Prior gets new lease on life from Padres

PEORIA, Ariz. -- It's not even 8 a.m. and already the San Diego Padres clubhouse is bubbling to life.

Greg Maddux, holding an Easter Egg Hunt flyer placed in his locker by a team employee, asks, "How old is too old for a kid to do an Easter Egg hunt?" With Maddux, you never know if he's talking about himself or his own kids.

At a nearby breakfast table the talk turns to Ben Roethlisberger's $102 million contract with the Pittsburgh Steelers, followed by a brief discussion of one of the worst linescores you'll ever see: Barry Zito's recent start for the San Francisco Giants (two-thirds of an inning, seven hits, eight earned runs, two walks). Then someone starts reading from a USA Today story on the first all-electric, high-performance production sports car.

"How much is it?" asks a player.

"Uh, $98,000," says the other player, like it's a bargain.

Two clubhouse TVs -- one tuned to ESPN, another to CNN's election day coverage (Maddux's choice) -- blare simultaneously. Former Padres pitcher David Wells, here to do some sports talk radio, walks through the clubhouse holding a baseball glove. Padres reliever Trevor Hoffman, already dressed for work, breezes in and out of the room. Tony Clark walks in carrying a bat and already has a layer of perspiration on his shaved head.

"Why's he sweating?" Maddux asks. "Every time I see him he's sweating."

So much is going on that you barely notice Mark Prior in the left corner of the clubhouse, a toothbrush in his hand after eating breakfast. He's already completed one workout, showered, and will report to the weight room for another session after the daily team meeting with manager Bud Black.

Of course, this is the way Prior likes it. Stealth pitcher. No daily "Prior Watch" injury updates in the Chicago Tribune. No whispers inside and outside the Chicago Cubs that he might be jaking it. It's just him, his surgically repaired right shoulder and, after six years in Chicago, his new team.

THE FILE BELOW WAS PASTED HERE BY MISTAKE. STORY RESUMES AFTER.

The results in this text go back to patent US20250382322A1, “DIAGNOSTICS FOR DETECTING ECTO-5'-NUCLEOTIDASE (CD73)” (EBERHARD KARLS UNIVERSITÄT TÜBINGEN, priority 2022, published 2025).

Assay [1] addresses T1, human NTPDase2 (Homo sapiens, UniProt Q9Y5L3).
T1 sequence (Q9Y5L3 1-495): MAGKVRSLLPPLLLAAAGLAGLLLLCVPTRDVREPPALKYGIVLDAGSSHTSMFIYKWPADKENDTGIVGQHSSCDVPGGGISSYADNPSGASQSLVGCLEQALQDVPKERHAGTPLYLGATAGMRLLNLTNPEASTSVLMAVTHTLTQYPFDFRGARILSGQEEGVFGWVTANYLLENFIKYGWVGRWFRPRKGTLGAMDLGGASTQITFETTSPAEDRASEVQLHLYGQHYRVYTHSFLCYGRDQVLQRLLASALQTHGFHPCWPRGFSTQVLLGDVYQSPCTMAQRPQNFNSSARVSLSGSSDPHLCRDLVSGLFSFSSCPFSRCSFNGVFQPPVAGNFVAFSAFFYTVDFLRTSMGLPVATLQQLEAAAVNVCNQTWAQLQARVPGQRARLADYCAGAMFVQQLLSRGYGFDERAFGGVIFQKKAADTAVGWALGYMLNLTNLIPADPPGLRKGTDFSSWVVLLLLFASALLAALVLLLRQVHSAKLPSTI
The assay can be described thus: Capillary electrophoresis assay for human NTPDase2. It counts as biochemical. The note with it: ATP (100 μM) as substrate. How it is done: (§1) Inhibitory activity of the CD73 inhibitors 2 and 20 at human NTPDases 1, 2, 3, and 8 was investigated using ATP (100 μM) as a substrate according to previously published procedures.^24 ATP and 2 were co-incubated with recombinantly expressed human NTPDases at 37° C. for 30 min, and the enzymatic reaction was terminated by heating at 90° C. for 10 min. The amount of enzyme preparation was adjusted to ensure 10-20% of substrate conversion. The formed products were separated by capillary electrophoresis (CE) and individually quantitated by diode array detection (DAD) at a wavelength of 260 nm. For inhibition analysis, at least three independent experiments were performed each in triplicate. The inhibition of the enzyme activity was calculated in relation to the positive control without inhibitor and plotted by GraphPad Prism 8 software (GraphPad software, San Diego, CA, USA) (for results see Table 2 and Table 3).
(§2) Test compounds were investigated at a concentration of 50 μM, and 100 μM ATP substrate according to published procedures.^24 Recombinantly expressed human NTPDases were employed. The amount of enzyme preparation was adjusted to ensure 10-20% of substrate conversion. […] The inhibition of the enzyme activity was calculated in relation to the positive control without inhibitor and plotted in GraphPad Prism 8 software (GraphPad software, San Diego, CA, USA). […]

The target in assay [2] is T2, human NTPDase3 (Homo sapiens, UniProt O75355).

"I think it had gotten to a point where change was inevitable on both sides," says Prior, who signed a one-year, $1 million deal with additional incentive clauses after the Cubs didn't offer him a contract. "I think it was good for both sides. I'm very happy over here. Guys have really taken me in, accepted me, and I feel like I've kind of been a part of this organization almost as long as I'd been a part of the Cubs organization. It's weird to say that only being here for two months."

Weird, but true. It was time for Prior to leave. You can couch it 100 different ways, but the truth is the Cubs were weary of Prior and Prior was weary of the Cubs. Sometimes it's that simple.

Prior was once the pitching centerpiece of the Cubs organization. Selected as the No. 2 overall pick in the 2001 draft, he won 18 games and helped lead the Cubs to the brink of a World Series appearance in 2003. He pitched well in 2005, but was ultimately undone by a series of freak baseball accidents and injuries, by his own careful silence, and by an organization and fan base that got tired of waiting for him to be healthy.

"People always said, and I heard it -- not that it was whispers, it was right in your face -- 'He doesn't want to play. He's scared to pitch,'" Prior says. "If that was the case, I don't think I would have made it as far as I did and done as well as I did early in my career. You don't just show up one day and say, 'I don't want to play.' I tried to pitch through pain. I pitched through pain probably for three or four years. … Most people who watched me throw realized that I wasn't even close to throwing the way [I could] … that something's not right."

Something hasn't been right since 2003, and even then there were red flags waving all around Prior's pitch counts and innings totals. He went from 138 2/3 innings during his final year at USC to, counting the National League playoffs, 234 2/3 innings in 2003, when 29 of his 33 starts for the Cubs lasted at least 100 pitches and 22 of them exceeded 110.

That's a dangerously high number of innings and pitches for a second-year player. Prior blames no one, including then-manager Dusty Baker, for those bloated numbers and the possibility, if not likelihood, that they later contributed to his shoulder problems.